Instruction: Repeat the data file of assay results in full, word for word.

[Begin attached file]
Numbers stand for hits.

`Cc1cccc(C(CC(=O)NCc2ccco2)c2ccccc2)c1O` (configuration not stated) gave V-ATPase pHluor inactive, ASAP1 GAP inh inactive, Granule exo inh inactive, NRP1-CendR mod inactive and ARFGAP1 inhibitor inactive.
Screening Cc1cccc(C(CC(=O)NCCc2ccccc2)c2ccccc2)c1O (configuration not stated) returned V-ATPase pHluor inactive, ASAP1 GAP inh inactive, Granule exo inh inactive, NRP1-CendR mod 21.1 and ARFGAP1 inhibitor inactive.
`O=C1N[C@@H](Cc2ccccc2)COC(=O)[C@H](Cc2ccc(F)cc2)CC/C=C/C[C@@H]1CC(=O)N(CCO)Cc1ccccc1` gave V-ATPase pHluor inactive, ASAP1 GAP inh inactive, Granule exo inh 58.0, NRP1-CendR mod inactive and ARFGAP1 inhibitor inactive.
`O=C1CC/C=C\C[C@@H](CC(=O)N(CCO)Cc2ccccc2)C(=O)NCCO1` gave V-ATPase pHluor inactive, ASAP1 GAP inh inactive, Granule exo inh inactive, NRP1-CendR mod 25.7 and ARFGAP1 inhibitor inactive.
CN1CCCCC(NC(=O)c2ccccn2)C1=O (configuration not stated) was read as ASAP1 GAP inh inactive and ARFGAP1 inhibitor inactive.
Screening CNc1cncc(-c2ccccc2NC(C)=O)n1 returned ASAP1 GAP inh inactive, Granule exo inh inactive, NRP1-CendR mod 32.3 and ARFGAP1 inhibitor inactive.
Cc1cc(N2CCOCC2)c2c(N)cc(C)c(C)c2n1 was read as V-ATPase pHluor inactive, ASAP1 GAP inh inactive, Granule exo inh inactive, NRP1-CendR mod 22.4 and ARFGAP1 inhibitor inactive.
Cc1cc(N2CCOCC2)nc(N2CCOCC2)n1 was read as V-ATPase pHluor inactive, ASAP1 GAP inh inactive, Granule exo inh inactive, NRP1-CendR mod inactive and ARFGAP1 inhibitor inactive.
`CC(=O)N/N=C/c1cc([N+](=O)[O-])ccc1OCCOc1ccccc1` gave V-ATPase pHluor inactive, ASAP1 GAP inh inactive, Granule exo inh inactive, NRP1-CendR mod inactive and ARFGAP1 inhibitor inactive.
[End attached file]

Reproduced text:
Numbers stand for hits.

`Cc1cccc(C(CC(=O)NCc2ccco2)c2ccccc2)c1O` (configuration not stated) gave V-ATPase pHluor inactive, ASAP1 GAP inh inactive, Granule exo inh inactive, NRP1-CendR mod inactive and ARFGAP1 inhibitor inactive.
Screening Cc1cccc(C(CC(=O)NCCc2ccccc2)c2ccccc2)c1O (configuration not stated) returned V-ATPase pHluor inactive, ASAP1 GAP inh inactive, Granule exo inh inactive, NRP1-CendR mod 21.1 and ARFGAP1 inhibitor inactive.
`O=C1N[C@@H](Cc2ccccc2)COC(=O)[C@H](Cc2ccc(F)cc2)CC/C=C/C[C@@H]1CC(=O)N(CCO)Cc1ccccc1` gave V-ATPase pHluor inactive, ASAP1 GAP inh inactive, Granule exo inh 58.0, NRP1-CendR mod inactive and ARFGAP1 inhibitor inactive.
`O=C1CC/C=C\C[C@@H](CC(=O)N(CCO)Cc2ccccc2)C(=O)NCCO1` gave V-ATPase pHluor inactive, ASAP1 GAP inh inactive, Granule exo inh inactive, NRP1-CendR mod 25.7 and ARFGAP1 inhibitor inactive.
CN1CCCCC(NC(=O)c2ccccn2)C1=O (configuration not stated) was read as ASAP1 GAP inh inactive and ARFGAP1 inhibitor inactive.
Screening CNc1cncc(-c2ccccc2NC(C)=O)n1 returned ASAP1 GAP inh inactive, Granule exo inh inactive, NRP1-CendR mod 32.3 and ARFGAP1 inhibitor inactive.
Cc1cc(N2CCOCC2)c2c(N)cc(C)c(C)c2n1 was read as V-ATPase pHluor inactive, ASAP1 GAP inh inactive, Granule exo inh inactive, NRP1-CendR mod 22.4 and ARFGAP1 inhibitor inactive.
Cc1cc(N2CCOCC2)nc(N2CCOCC2)n1 was read as V-ATPase pHluor inactive, ASAP1 GAP inh inactive, Granule exo inh inactive, NRP1-CendR mod inactive and ARFGAP1 inhibitor inactive.
`CC(=O)N/N=C/c1cc([N+](=O)[O-])ccc1OCCOc1ccccc1` gave V-ATPase pHluor inactive, ASAP1 GAP inh inactive, Granule exo inh inactive, NRP1-CendR mod inactive and ARFGAP1 inhibitor inactive.